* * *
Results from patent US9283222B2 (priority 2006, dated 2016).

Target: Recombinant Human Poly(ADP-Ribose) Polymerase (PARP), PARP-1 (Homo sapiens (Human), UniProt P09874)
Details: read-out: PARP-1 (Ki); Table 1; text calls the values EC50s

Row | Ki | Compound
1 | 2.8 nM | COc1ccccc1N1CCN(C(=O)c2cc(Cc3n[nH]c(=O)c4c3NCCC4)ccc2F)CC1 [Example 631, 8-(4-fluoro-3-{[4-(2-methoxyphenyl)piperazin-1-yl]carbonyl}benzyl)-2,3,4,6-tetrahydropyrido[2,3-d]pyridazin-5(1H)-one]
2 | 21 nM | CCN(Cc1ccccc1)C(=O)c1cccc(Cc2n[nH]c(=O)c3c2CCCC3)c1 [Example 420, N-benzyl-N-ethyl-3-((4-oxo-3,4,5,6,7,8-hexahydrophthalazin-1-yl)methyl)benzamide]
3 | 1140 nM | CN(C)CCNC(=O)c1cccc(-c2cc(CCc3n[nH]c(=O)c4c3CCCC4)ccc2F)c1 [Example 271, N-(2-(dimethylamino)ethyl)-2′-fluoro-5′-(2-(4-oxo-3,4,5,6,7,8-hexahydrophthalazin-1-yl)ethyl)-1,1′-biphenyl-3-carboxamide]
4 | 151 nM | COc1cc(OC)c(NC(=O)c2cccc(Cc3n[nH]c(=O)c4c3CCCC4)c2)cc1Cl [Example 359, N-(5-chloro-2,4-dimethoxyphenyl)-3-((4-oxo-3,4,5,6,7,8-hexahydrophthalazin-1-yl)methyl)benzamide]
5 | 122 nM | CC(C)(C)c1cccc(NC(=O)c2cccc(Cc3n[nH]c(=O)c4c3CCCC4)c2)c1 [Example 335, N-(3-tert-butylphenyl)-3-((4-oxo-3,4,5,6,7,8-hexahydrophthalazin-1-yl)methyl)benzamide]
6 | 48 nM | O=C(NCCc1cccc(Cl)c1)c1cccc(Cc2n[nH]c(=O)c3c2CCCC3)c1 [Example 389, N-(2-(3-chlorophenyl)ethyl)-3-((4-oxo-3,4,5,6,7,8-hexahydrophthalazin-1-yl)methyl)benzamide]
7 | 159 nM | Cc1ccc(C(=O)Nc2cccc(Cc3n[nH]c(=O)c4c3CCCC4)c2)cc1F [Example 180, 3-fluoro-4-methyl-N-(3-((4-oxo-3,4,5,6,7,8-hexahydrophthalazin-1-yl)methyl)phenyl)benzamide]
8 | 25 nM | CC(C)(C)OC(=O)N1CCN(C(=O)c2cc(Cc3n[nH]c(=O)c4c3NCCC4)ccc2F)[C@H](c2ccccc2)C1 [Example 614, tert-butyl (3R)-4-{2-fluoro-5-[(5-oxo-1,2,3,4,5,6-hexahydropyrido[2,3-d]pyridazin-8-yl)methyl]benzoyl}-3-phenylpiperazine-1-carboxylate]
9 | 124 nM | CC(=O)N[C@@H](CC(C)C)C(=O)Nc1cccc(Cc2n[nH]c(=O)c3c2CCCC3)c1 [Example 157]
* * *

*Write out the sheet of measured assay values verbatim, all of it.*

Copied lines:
Results from patent US9283222B2 (priority 2006, dated 2016).

Target: Recombinant Human Poly(ADP-Ribose) Polymerase (PARP), PARP-1 (Homo sapiens (Human), UniProt P09874)
Details: read-out: PARP-1 (Ki); Table 1; text calls the values EC50s

Row | Ki | Compound
1 | 2.8 nM | COc1ccccc1N1CCN(C(=O)c2cc(Cc3n[nH]c(=O)c4c3NCCC4)ccc2F)CC1 [Example 631, 8-(4-fluoro-3-{[4-(2-methoxyphenyl)piperazin-1-yl]carbonyl}benzyl)-2,3,4,6-tetrahydropyrido[2,3-d]pyridazin-5(1H)-one]
2 | 21 nM | CCN(Cc1ccccc1)C(=O)c1cccc(Cc2n[nH]c(=O)c3c2CCCC3)c1 [Example 420, N-benzyl-N-ethyl-3-((4-oxo-3,4,5,6,7,8-hexahydrophthalazin-1-yl)methyl)benzamide]
3 | 1140 nM | CN(C)CCNC(=O)c1cccc(-c2cc(CCc3n[nH]c(=O)c4c3CCCC4)ccc2F)c1 [Example 271, N-(2-(dimethylamino)ethyl)-2′-fluoro-5′-(2-(4-oxo-3,4,5,6,7,8-hexahydrophthalazin-1-yl)ethyl)-1,1′-biphenyl-3-carboxamide]
4 | 151 nM | COc1cc(OC)c(NC(=O)c2cccc(Cc3n[nH]c(=O)c4c3CCCC4)c2)cc1Cl [Example 359, N-(5-chloro-2,4-dimethoxyphenyl)-3-((4-oxo-3,4,5,6,7,8-hexahydrophthalazin-1-yl)methyl)benzamide]
5 | 122 nM | CC(C)(C)c1cccc(NC(=O)c2cccc(Cc3n[nH]c(=O)c4c3CCCC4)c2)c1 [Example 335, N-(3-tert-butylphenyl)-3-((4-oxo-3,4,5,6,7,8-hexahydrophthalazin-1-yl)methyl)benzamide]
6 | 48 nM | O=C(NCCc1cccc(Cl)c1)c1cccc(Cc2n[nH]c(=O)c3c2CCCC3)c1 [Example 389, N-(2-(3-chlorophenyl)ethyl)-3-((4-oxo-3,4,5,6,7,8-hexahydrophthalazin-1-yl)methyl)benzamide]
7 | 159 nM | Cc1ccc(C(=O)Nc2cccc(Cc3n[nH]c(=O)c4c3CCCC4)c2)cc1F [Example 180, 3-fluoro-4-methyl-N-(3-((4-oxo-3,4,5,6,7,8-hexahydrophthalazin-1-yl)methyl)phenyl)benzamide]
8 | 25 nM | CC(C)(C)OC(=O)N1CCN(C(=O)c2cc(Cc3n[nH]c(=O)c4c3NCCC4)ccc2F)[C@H](c2ccccc2)C1 [Example 614, tert-butyl (3R)-4-{2-fluoro-5-[(5-oxo-1,2,3,4,5,6-hexahydropyrido[2,3-d]pyridazin-8-yl)methyl]benzoyl}-3-phenylpiperazine-1-carboxylate]
9 | 124 nM | CC(=O)N[C@@H](CC(C)C)C(=O)Nc1cccc(Cc2n[nH]c(=O)c3c2CCCC3)c1 [Example 157]